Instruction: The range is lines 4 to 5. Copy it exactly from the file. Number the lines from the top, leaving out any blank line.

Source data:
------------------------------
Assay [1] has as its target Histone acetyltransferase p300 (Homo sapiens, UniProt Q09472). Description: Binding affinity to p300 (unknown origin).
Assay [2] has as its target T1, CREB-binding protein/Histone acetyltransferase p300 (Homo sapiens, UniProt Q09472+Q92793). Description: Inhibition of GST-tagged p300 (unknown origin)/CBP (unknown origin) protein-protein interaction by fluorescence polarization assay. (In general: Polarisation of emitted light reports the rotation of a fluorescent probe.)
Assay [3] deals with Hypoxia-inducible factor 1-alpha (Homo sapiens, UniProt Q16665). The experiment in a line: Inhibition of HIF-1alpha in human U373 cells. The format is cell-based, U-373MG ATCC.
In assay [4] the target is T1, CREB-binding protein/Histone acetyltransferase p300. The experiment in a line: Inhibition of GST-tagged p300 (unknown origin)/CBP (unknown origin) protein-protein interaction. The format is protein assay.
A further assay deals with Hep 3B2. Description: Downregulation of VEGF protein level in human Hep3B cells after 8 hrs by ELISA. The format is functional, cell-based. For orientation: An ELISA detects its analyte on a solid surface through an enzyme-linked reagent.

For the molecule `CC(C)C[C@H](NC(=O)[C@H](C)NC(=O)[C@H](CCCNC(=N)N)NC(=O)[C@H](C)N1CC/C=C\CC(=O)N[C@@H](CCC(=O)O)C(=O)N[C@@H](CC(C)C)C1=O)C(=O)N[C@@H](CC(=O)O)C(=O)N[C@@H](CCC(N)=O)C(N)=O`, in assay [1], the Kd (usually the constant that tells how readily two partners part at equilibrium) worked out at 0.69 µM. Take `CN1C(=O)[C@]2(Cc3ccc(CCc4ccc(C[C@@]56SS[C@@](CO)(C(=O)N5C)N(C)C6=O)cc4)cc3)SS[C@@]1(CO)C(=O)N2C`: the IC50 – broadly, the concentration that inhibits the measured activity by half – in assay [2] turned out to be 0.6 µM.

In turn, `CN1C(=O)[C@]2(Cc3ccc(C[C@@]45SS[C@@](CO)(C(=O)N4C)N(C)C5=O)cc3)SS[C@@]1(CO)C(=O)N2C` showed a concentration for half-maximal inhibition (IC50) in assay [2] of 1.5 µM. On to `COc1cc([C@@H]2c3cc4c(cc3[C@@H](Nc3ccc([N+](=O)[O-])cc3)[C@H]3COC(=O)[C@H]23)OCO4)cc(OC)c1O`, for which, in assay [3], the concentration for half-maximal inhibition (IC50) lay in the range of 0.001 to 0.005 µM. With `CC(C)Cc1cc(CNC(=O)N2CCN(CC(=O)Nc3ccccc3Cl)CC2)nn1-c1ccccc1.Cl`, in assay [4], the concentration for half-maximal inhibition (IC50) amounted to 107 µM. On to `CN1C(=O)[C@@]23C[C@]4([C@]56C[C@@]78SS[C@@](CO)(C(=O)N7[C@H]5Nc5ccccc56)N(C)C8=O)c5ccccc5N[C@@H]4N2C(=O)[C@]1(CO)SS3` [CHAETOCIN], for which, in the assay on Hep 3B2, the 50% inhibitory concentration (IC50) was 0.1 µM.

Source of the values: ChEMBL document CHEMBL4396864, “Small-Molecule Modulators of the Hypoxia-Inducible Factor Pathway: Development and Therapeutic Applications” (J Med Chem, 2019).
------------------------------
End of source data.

In assay [4] the target is T1, CREB-binding protein/Histone acetyltransferase p300. The experiment in a line: Inhibition of GST-tagged p300 (unknown origin)/CBP (unknown origin) protein-protein interaction. The format is protein assay.
A further assay deals with Hep 3B2. Description: Downregulation of VEGF protein level in human Hep3B cells after 8 hrs by ELISA. The format is functional, cell-based. For orientation: An ELISA detects its analyte on a solid surface through an enzyme-linked reagent.